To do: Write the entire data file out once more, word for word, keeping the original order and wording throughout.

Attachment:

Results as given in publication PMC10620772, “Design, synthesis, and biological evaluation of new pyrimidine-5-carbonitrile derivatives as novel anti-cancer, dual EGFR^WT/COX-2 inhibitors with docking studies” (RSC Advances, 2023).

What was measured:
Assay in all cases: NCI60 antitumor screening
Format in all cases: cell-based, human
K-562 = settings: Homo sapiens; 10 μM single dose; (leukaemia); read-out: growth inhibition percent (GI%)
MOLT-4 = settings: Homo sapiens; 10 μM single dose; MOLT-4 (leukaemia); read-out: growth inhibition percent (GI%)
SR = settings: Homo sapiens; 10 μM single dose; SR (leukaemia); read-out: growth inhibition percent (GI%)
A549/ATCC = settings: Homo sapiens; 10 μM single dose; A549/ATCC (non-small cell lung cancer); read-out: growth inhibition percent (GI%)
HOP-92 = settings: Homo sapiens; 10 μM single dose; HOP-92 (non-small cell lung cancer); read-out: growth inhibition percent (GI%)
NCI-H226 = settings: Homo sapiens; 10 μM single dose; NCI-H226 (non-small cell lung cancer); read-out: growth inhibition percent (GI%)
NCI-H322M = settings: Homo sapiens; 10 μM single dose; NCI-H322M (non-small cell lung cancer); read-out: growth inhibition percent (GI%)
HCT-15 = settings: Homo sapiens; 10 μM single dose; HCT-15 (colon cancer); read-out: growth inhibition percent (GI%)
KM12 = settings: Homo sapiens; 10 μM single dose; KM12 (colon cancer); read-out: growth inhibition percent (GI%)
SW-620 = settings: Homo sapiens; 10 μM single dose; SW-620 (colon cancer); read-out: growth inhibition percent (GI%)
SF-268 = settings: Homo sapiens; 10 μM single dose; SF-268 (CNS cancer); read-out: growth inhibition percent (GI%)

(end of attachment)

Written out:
Results as given in publication PMC10620772, “Design, synthesis, and biological evaluation of new pyrimidine-5-carbonitrile derivatives as novel anti-cancer, dual EGFR^WT/COX-2 inhibitors with docking studies” (RSC Advances, 2023).

What was measured:
Assay in all cases: NCI60 antitumor screening
Format in all cases: cell-based, human
K-562 = settings: Homo sapiens; 10 μM single dose; (leukaemia); read-out: growth inhibition percent (GI%)
MOLT-4 = settings: Homo sapiens; 10 μM single dose; MOLT-4 (leukaemia); read-out: growth inhibition percent (GI%)
SR = settings: Homo sapiens; 10 μM single dose; SR (leukaemia); read-out: growth inhibition percent (GI%)
A549/ATCC = settings: Homo sapiens; 10 μM single dose; A549/ATCC (non-small cell lung cancer); read-out: growth inhibition percent (GI%)
HOP-92 = settings: Homo sapiens; 10 μM single dose; HOP-92 (non-small cell lung cancer); read-out: growth inhibition percent (GI%)
NCI-H226 = settings: Homo sapiens; 10 μM single dose; NCI-H226 (non-small cell lung cancer); read-out: growth inhibition percent (GI%)
NCI-H322M = settings: Homo sapiens; 10 μM single dose; NCI-H322M (non-small cell lung cancer); read-out: growth inhibition percent (GI%)
HCT-15 = settings: Homo sapiens; 10 μM single dose; HCT-15 (colon cancer); read-out: growth inhibition percent (GI%)
KM12 = settings: Homo sapiens; 10 μM single dose; KM12 (colon cancer); read-out: growth inhibition percent (GI%)
SW-620 = settings: Homo sapiens; 10 μM single dose; SW-620 (colon cancer); read-out: growth inhibition percent (GI%)
SF-268 = settings: Homo sapiens; 10 μM single dose; SF-268 (CNS cancer); read-out: growth inhibition percent (GI%)